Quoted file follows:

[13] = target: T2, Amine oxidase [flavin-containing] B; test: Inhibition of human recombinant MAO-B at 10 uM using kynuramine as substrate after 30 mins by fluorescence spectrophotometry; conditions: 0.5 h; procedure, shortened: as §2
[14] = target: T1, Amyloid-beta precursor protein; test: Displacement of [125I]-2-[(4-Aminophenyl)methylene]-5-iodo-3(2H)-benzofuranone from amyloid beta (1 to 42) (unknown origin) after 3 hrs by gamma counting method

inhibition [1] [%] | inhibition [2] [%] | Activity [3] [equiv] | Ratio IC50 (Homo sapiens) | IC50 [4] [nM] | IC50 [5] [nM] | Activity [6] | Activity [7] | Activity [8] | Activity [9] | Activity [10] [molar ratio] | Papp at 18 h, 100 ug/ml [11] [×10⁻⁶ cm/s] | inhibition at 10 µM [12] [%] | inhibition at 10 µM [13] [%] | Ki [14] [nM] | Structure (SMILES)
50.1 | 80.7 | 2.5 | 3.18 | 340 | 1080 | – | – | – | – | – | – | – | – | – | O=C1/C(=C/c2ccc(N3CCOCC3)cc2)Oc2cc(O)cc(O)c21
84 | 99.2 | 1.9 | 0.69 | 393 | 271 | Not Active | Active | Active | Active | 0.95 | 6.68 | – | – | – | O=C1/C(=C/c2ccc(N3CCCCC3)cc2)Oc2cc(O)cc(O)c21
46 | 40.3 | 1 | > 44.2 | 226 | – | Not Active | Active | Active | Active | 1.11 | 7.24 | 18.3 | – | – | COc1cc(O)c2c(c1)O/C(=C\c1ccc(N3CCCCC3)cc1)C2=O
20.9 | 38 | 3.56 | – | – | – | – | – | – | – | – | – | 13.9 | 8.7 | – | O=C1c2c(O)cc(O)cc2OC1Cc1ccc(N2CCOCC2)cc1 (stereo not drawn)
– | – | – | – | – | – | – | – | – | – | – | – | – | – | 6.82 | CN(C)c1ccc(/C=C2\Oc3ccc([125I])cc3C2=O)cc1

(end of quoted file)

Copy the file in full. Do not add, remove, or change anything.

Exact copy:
[13] = target: T2, Amine oxidase [flavin-containing] B; test: Inhibition of human recombinant MAO-B at 10 uM using kynuramine as substrate after 30 mins by fluorescence spectrophotometry; conditions: 0.5 h; procedure, shortened: as §2
[14] = target: T1, Amyloid-beta precursor protein; test: Displacement of [125I]-2-[(4-Aminophenyl)methylene]-5-iodo-3(2H)-benzofuranone from amyloid beta (1 to 42) (unknown origin) after 3 hrs by gamma counting method

inhibition [1] [%] | inhibition [2] [%] | Activity [3] [equiv] | Ratio IC50 (Homo sapiens) | IC50 [4] [nM] | IC50 [5] [nM] | Activity [6] | Activity [7] | Activity [8] | Activity [9] | Activity [10] [molar ratio] | Papp at 18 h, 100 ug/ml [11] [×10⁻⁶ cm/s] | inhibition at 10 µM [12] [%] | inhibition at 10 µM [13] [%] | Ki [14] [nM] | Structure (SMILES)
50.1 | 80.7 | 2.5 | 3.18 | 340 | 1080 | – | – | – | – | – | – | – | – | – | O=C1/C(=C/c2ccc(N3CCOCC3)cc2)Oc2cc(O)cc(O)c21
84 | 99.2 | 1.9 | 0.69 | 393 | 271 | Not Active | Active | Active | Active | 0.95 | 6.68 | – | – | – | O=C1/C(=C/c2ccc(N3CCCCC3)cc2)Oc2cc(O)cc(O)c21
46 | 40.3 | 1 | > 44.2 | 226 | – | Not Active | Active | Active | Active | 1.11 | 7.24 | 18.3 | – | – | COc1cc(O)c2c(c1)O/C(=C\c1ccc(N3CCCCC3)cc1)C2=O
20.9 | 38 | 3.56 | – | – | – | – | – | – | – | – | – | 13.9 | 8.7 | – | O=C1c2c(O)cc(O)cc2OC1Cc1ccc(N2CCOCC2)cc1 (stereo not drawn)
– | – | – | – | – | – | – | – | – | – | – | – | – | – | 6.82 | CN(C)c1ccc(/C=C2\Oc3ccc([125I])cc3C2=O)cc1